A major fire west of Yosemite National Park has nearly tripled in size since Tuesday, forcing thousands of evacuations in what’s shaping up to be an overwhelming fire season for California.
The Detwiler Fire in California’s Mariposa County has swelled to more than 70,000 acres, nearly triple the size of the 25,000 acres it covered early Tuesday, the California Department of Forestry and Fire, also known as Cal Fire, said Thursday morning. The blaze has been growing at an impressive speed, fire personnel said Wednesday, when the fire’s size had reached more than 45,000 acres, nearly twice the acreage as the previous morning.
The blaze, which ignited on Sunday, has forced around 5,000 people to evacuate their homes. It has destroyed 45 structures and required the deployment of more than 3,000 fire personnel. It remains only 10 percent contained.
“The fire area is seeing poor humidity recoveries at night allowing the fire to remain very active throughout this time,” Cal Fire said in an update Thursday. “The fire is burning in drought stricken chaparral and in an area of severe tree mortality.”
Record winter rains followed by record summer heat have contributed excess dry brush and fuel for fires, experts say. Such wildfire-friendly patterns are expected to continued as climate change exacerbates extreme weather conditions.
It could be weeks before firefighters extinguish the Detwiler blaze.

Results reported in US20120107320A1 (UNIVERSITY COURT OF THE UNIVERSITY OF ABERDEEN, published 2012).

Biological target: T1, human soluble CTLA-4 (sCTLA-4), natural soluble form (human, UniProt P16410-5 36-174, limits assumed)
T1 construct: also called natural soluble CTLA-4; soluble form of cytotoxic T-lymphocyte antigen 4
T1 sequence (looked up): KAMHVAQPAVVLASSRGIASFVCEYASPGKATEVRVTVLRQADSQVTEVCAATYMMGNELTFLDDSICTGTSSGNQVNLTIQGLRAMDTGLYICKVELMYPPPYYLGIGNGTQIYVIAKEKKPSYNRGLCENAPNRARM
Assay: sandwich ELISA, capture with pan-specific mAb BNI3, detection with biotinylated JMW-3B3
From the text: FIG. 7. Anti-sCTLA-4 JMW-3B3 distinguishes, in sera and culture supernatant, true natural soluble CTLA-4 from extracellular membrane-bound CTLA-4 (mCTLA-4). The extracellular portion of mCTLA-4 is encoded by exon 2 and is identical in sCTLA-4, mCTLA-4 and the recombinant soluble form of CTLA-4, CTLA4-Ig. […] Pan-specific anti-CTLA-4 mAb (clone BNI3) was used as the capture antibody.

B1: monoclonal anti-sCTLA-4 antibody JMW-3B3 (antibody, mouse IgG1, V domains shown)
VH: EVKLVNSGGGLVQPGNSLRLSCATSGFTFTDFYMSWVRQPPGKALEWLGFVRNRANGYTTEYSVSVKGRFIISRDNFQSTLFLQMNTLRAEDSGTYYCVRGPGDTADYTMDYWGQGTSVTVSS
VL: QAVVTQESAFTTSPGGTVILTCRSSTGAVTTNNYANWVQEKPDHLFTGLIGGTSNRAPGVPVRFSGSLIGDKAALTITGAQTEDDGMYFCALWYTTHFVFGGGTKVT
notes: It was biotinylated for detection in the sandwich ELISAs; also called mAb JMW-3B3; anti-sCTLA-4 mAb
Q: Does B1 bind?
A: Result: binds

“We’re not expecting an end until about Aug. 5,” Cal Fire Captain Koby Johns told the local ABC News affiliate on Wednesday.
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“It’s unprecedented for these parts as far as how fast this is going,” he said.
Satellite images from the National Weather Service showed massive smoke clouds from the fire blowing across state lines into Nevada.
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Between the start of the year and July 9, wildfires under Cal Fire’s jurisdiction have burned more than twice as many acres as they did in that same time period last year. Similarly, more than 4.4 million acres have burned nationally since the start of the year, compared to 2.7 million during that span of 2016.
The blazes in California and other western states have shone a harsh light on President Donald Trump’s policies, including his reneging on international climate agreements and his plan to cut the already lean U.S. Forest Service budget, which goes toward fighting fires alongside Cal Fire and other state jurisdictions.
This story has been updated with the latest information on the size and scope of the Detwiler Fire.